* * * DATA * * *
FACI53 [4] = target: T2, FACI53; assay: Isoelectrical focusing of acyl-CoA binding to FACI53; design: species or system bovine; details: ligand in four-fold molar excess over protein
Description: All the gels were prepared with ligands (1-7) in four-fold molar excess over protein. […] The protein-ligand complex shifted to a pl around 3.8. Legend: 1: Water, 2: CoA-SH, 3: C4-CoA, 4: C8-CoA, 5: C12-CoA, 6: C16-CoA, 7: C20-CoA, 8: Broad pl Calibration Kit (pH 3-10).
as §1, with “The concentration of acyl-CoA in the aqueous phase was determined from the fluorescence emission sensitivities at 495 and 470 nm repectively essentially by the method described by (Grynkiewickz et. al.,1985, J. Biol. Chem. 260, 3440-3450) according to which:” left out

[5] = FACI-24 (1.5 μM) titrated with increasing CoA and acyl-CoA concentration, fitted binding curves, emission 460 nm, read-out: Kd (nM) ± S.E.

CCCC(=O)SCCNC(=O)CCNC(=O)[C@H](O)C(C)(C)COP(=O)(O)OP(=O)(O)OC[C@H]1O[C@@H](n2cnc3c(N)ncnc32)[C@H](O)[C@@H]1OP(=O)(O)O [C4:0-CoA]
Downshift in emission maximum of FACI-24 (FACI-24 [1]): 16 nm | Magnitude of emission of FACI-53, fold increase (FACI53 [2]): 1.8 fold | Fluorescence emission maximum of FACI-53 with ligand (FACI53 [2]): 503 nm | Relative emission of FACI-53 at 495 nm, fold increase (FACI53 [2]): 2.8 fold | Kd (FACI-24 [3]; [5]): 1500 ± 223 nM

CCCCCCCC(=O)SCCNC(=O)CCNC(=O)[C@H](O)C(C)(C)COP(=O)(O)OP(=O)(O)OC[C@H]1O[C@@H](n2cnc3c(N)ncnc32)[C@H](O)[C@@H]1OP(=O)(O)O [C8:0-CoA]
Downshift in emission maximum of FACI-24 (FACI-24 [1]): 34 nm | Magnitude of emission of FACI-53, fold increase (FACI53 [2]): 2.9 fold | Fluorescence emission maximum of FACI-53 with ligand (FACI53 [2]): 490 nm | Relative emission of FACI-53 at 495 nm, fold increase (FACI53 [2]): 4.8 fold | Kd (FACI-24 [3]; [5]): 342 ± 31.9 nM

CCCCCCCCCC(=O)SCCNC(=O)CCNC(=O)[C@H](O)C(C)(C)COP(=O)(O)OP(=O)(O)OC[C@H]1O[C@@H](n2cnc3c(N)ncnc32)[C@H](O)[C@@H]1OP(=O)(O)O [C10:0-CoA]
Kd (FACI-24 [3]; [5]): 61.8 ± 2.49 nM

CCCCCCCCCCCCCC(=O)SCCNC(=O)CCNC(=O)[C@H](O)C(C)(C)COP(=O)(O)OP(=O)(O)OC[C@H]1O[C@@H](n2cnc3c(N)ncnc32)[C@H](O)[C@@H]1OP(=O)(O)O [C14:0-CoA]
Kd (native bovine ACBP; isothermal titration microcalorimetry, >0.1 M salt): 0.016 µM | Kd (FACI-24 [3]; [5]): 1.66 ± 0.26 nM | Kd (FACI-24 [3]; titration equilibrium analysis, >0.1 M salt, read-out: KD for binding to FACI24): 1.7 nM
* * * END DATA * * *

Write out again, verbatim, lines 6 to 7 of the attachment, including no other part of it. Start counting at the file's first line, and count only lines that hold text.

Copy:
Downshift in emission maximum of FACI-24 (FACI-24 [1]): 16 nm | Magnitude of emission of FACI-53, fold increase (FACI53 [2]): 1.8 fold | Fluorescence emission maximum of FACI-53 with ligand (FACI53 [2]): 503 nm | Relative emission of FACI-53 at 495 nm, fold increase (FACI53 [2]): 2.8 fold | Kd (FACI-24 [3]; [5]): 1500 ± 223 nM

CCCCCCCC(=O)SCCNC(=O)CCNC(=O)[C@H](O)C(C)(C)COP(=O)(O)OP(=O)(O)OC[C@H]1O[C@@H](n2cnc3c(N)ncnc32)[C@H](O)[C@@H]1OP(=O)(O)O [C8:0-CoA]